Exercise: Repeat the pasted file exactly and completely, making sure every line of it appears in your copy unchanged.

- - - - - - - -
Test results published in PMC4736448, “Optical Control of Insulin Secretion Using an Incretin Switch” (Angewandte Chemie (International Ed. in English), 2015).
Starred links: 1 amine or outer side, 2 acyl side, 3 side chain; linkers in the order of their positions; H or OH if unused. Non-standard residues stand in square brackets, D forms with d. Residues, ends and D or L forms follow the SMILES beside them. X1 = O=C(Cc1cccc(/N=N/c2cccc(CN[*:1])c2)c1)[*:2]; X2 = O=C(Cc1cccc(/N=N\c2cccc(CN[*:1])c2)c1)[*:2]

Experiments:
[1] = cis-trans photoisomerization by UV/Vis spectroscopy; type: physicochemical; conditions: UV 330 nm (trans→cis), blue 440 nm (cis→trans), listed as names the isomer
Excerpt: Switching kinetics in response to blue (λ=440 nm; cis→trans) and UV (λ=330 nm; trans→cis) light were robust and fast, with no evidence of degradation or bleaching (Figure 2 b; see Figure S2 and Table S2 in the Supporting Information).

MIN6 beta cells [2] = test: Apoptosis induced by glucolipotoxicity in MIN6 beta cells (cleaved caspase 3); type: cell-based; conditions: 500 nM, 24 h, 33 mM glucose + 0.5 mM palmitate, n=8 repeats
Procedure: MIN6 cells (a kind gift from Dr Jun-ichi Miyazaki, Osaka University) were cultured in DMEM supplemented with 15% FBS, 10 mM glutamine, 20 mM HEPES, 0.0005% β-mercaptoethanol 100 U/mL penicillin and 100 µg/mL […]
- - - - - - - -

Test results published in PMC4736448, “Optical Control of Insulin Secretion Using an Incretin Switch” (Angewandte Chemie (International Ed. in English), 2015).
Starred links: 1 amine or outer side, 2 acyl side, 3 side chain; linkers in the order of their positions; H or OH if unused. Non-standard residues stand in square brackets, D forms with d. Residues, ends and D or L forms follow the SMILES beside them. X1 = O=C(Cc1cccc(/N=N/c2cccc(CN[*:1])c2)c1)[*:2]; X2 = O=C(Cc1cccc(/N=N\c2cccc(CN[*:1])c2)c1)[*:2]

Experiments:
[1] = cis-trans photoisomerization by UV/Vis spectroscopy; type: physicochemical; conditions: UV 330 nm (trans→cis), blue 440 nm (cis→trans), listed as names the isomer
Excerpt: Switching kinetics in response to blue (λ=440 nm; cis→trans) and UV (λ=330 nm; trans→cis) light were robust and fast, with no evidence of degradation or bleaching (Figure 2 b; see Figure S2 and Table S2 in the Supporting Information).

MIN6 beta cells [2] = test: Apoptosis induced by glucolipotoxicity in MIN6 beta cells (cleaved caspase 3); type: cell-based; conditions: 500 nM, 24 h, 33 mM glucose + 0.5 mM palmitate, n=8 repeats
Procedure: MIN6 cells (a kind gift from Dr Jun-ichi Miyazaki, Osaka University) were cultured in DMEM supplemented with 15% FBS, 10 mM glutamine, 20 mM HEPES, 0.0005% β-mercaptoethanol 100 U/mL penicillin and 100 µg/mL […]